KIIS broadcaster Kyle Sandilands did not breach broadcasting standards when he called Agriculture Minister Barnaby Joyce “a wanker” on air.
Joyce had made global news after embarrassing Australia when he threatened to kill the dogs of Johnny Depp. It was a potential tourism disaster.
It even made a segment in Last Week Tonight With John Oliver.
Sandilands called Joyce out on air at Sydney’s KIIS 1065 referring to him as “an insensitive wanker”, “a loser”, “an idiot”, “a gerbil of a thing” and “an absolute clown”.
Joyce responded by lodging a complaint with the Australian Communications and Media Authority (ACMA) arguing Sandilands language was unacceptable and outside the decency in public broadcasting.
The main complaint centred on the use of the term “an insensitive wanker”.
ACMA evaluated three definitions of the word “wanker” to mean:
1. Someone who masturbates.
2. A foolish or objectionable person.
3. A self-indulgent or egotistical person.
ACMA concluded that in the context of the broadcast and within the definition of the term that two of the three descriptions of the word were accurate within the context of the broadcast.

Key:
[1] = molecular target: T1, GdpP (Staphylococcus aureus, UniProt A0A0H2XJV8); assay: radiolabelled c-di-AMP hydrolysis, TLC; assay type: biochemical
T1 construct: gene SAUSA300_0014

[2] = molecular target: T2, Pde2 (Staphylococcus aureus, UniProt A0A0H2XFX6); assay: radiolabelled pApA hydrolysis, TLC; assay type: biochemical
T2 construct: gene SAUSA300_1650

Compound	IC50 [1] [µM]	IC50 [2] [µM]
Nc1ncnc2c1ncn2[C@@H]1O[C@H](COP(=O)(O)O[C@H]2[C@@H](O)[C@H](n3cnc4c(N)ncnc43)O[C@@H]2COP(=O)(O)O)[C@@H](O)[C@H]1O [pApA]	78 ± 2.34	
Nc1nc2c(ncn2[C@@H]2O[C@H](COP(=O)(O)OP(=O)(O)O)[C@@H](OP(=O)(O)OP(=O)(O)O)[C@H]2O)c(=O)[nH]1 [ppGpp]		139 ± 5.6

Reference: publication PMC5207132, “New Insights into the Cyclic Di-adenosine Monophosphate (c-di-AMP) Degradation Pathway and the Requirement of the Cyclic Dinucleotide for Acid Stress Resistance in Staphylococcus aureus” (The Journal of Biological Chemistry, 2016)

ACMA also ruled that the average KIIS 1065 listener would have accepted and understood the term based on definition two and three and not found it offensive as it is in common use in the Australian language.
ACMA also found that If Sandilands was being disrespectful to Joyce, then under Australian broadcast rules he did not breach any rules as being respectful to an interviewee is a not a requirement of broadcast rules.
Joyce’s complaint of being referred to as “a gerbil of a thing” was also accepted as “a reference to a small mammal and nothing more” and “not a description that was sexual in nature”.
The case was dismissed. It was ruled that Kyle Sandilands, KIIS 1065 and the Australian Radio Network (ARN) did not breach broadcast standards.
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